Mikhail Gorbachev, general secretary of the Soviet Union, arrived at the Beijing Airport at noon for the first Sino-Soviet summit to take place since 1959. The welcoming ceremony, which was originally planned for 4pm in Tiananmen Square, took place at the Beijing Airport because of the students occupying the Square.
At Tiananmen Square about a hundred fifty thousand students and spectators rallied for democracy and in support of the hunger strikers on the third day of their strike. About a hundred thirty students were taken to the hospital because of malnutrition and weakness. Family members of many students gathered at the square to support and care for the hunger strikers. The crowds at the square were significant not only for the shadow such a large crowd cast over the summit meeting, but also because it was the first time workers and intellectuals organised themselves to join the student demonstrations.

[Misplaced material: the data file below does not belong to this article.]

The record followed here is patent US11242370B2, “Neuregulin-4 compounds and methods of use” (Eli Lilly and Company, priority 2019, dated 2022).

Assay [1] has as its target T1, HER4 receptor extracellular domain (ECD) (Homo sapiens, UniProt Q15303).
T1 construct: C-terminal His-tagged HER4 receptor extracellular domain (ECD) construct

At around 5pm, a group of prominent intellectuals and journalists, including Yan Jiaqi, rallied to the square to show their support, and announced the "May 16 Declaration", which contained six points:
1. A denouncement of any violent measures taken by the government against the student movement
2. Recognition of the legitimacy of the student self-governing organisations
3. A plea for the strengthening of political reform
4. A denouncement of any news organisation that attempted to conceal the truth about the student movement
5. An objection to the determination that the student movement was a "riot"
6. A denial of any suggestion of backstage plotting within the movement
A three-hour meeting was held from 9am to 12pm, between Li Tieying, Yan Mingfu, and some 50 representatives from 22 colleges and universities, including Wuer Kaixi and Wang Dan, to discuss the situation of the student movement.
In Hong Kong, 20 university students and a total of approximately eighty other people fasted outside the NCNA to support the hunger strikers at the Square and to protest against the Chinese government's action.
Trainloads of Soviet tanks and artillery units started to withdraw from the Mongolia-China border as part of the overall reduction of five hundred thousand Soviet troops from the border that Gorbachev had promised at the United Nations in December 1988.